The guy at right (below) was part of a small group that seemed interested in confronting Griffin. He yelled at a police detective who photographed him, and things were tense for a moment before another officer, shown speaking to the yeller, intervened. Another member of the group (they were described to me by a third officer as "anarchists") said Griffin should not have been allowed to come to town, and should not have received police protection. Griffin was of course invited to appear by the Truth and Rec Commission, to talk about the last time Greensboro failed to provide adequate police presence at a gathering of the Klan and the Communist Workers Party.
The panel heard testimony from another (former) Klansman, Gorrell Pierce of Belew's Creek (below). Pierce was at the near-violent confrontation between the Klan and the CWP at China Grove, NC in July of 1979, an event that he said made 11/3/79 seem inevitable.
It was a good day for the Commission in terms of establishing its credibility and showing a willingness to hear views other than those of the march organizers and their allies (yesterday skewed much more in the other direction). In addition to Griffin, who was unrepentant but did say he came to Greensboro soley because of the fliers challenging the Klan to do so, and Pierce, who limned some of the history between the antagonistic groups, there was testimony from Elizabeth Wheaton, a scholar and author who cast some doubt on the CWP's effectiveness and true ambitions as a labor-organizing group, and who stated flatly that there was no evidence of a police or business conspiracy to allow the massacre to happen.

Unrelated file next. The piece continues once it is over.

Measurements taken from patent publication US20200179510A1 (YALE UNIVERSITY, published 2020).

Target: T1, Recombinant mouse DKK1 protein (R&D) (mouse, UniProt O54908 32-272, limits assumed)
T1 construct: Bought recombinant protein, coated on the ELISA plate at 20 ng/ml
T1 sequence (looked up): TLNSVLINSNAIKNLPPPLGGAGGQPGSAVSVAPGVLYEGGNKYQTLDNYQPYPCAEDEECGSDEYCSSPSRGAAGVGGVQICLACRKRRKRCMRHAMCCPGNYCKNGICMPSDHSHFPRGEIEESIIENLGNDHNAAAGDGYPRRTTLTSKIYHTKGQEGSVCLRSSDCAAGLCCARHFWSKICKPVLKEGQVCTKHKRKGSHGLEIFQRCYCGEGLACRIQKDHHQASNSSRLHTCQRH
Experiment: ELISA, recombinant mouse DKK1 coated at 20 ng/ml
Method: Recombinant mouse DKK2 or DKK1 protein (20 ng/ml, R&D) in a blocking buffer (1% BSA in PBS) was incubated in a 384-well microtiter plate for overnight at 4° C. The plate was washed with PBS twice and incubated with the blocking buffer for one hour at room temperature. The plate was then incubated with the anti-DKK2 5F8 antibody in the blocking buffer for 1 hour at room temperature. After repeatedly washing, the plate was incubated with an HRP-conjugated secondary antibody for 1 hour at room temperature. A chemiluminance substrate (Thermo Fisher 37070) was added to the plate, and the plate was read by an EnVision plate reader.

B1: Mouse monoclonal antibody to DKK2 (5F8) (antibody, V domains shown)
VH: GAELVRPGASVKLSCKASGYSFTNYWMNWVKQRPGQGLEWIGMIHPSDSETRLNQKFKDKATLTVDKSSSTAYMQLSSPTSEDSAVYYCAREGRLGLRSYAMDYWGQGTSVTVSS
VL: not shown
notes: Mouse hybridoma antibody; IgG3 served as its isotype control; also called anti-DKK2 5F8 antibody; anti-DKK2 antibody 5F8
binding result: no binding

The end product -- the report -- will tell us once and for all whether this Commission is interested in writing history or propaganda. I detected a strong sense of seriousness and purpose today, but I couldn't tell if certain questions were asked to test hypotheses or confirm beliefs. I certainly hope it was the former, but some Commissioners came across as more ideological than others.
There was a big crowd, filling the auditorium for much of the day, and plenty of press. I saw no members of the City Council, which is somewhere between a shame and an embarassment.
Security was tight, polite, and appropriate. (Looking at a couple of very large men I asked John Hammer if he thought the GPD had sent its biggest guys; "I hope so," he said.) The Truth and Reconciliation group -- commissioners, staff, and volunteers -- have reason to be proud of their work this weekend. I don't think these hearings put all questions about the project to rest, but it was a good first effort.